The addition formulas for sine and cosine look like this:

$\begin{aligned} \cos(\alpha + \beta) &= \cos \alpha \cos \beta - \sin \alpha \sin \beta, \\ \sin(\alpha + \beta) &= \cos \alpha \sin \beta + \sin \alpha \cos \beta. \\ \end{aligned}$I can never remember them.

One solution is of course to look them up in a book or search the internet. What I usually do, though, is derive them using complex arithmetic. Apart from the usual rules known from real-valued arithmetic, all that is needed is knowing $e^{i \phi} = \cos \phi + i \sin \phi$ and $i^2 = -1$. Then you get

$\begin{aligned} \cos(\alpha + \beta) + i \sin(\alpha + \beta) &= e^{i (\alpha+\beta)} \\ &= e^{i \alpha} e^{i \beta} \\ &= (\cos \alpha + i \sin \alpha)(\cos \beta + i \sin \beta) \\ &= (\cos \alpha \cos \beta - \sin \alpha \sin \beta) + i (\cos \alpha \sin \beta + \sin \alpha \cos \beta). \end{aligned}$By equating the real and imaginary parts you get the answer.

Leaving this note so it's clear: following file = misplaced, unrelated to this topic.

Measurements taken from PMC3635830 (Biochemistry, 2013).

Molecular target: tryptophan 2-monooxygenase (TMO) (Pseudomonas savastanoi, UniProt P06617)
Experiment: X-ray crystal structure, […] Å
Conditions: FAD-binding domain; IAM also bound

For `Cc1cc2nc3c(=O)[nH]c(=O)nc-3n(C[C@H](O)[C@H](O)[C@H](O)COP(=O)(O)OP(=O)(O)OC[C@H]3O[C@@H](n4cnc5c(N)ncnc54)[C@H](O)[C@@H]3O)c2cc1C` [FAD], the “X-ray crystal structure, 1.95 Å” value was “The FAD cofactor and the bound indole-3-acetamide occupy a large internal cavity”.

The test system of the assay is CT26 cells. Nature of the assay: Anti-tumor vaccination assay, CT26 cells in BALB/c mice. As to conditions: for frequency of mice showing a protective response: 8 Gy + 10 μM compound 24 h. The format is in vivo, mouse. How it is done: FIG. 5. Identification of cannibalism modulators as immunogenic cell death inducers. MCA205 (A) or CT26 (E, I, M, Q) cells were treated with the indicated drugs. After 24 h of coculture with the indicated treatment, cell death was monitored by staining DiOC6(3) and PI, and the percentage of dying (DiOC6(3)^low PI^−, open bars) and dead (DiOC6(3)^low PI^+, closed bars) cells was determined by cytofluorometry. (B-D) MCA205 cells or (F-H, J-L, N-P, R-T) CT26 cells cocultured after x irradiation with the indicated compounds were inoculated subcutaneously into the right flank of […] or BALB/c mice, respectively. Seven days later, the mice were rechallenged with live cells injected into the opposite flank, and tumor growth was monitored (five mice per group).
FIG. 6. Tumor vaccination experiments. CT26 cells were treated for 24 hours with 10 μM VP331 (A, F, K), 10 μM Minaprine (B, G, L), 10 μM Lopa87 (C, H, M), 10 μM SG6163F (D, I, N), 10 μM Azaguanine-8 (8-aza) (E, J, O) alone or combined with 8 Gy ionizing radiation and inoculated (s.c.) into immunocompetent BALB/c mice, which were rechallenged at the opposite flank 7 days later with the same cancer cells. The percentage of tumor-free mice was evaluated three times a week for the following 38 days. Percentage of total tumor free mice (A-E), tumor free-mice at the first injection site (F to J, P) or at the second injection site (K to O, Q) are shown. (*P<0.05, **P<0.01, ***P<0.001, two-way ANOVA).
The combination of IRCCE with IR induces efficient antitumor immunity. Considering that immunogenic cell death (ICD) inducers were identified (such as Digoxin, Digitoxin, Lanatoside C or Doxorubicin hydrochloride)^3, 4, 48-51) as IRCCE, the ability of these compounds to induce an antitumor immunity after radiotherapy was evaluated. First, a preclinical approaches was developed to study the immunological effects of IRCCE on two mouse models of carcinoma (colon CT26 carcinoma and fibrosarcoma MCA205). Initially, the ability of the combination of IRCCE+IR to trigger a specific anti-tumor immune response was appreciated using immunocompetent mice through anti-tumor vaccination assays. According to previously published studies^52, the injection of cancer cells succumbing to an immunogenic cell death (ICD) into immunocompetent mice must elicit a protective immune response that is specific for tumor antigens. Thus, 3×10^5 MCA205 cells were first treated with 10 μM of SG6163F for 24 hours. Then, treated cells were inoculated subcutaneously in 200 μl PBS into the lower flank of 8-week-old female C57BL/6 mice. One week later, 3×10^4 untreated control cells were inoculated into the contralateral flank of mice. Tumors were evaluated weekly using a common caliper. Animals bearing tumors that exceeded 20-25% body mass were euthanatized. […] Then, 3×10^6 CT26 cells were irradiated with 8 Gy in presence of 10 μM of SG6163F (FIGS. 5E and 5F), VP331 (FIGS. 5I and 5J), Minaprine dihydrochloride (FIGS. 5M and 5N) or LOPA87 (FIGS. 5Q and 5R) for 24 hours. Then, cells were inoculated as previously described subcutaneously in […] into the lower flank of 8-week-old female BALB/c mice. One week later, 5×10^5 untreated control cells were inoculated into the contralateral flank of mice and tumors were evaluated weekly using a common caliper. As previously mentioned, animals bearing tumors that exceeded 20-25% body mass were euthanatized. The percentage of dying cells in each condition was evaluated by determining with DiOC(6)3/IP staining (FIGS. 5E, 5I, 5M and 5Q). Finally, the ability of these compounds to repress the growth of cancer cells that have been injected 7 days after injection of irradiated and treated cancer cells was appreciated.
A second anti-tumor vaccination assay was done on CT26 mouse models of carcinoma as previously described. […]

Flicking through *Proofs Without Words II* by Roger B. Nelsen, I saw the following wonderful figure. It could be a contender to an easier way to remember the addition formulas.

(Attributed to the author himself.) It should be pretty much self-explanatory. Apart from using sine and cosine to assign side-lengths to the four relevant right-angled triangles, all you need know is that the sum of the angles in a triangle is equal to two right angles (to realize that the two $\alpha$-angles are indeed equal).

Both volumes of *Proofs Without Words* contain other “visual proofs” of the addition formulas. Some of these can also be found online.

How do you remember the addition formulas for sine and cosine?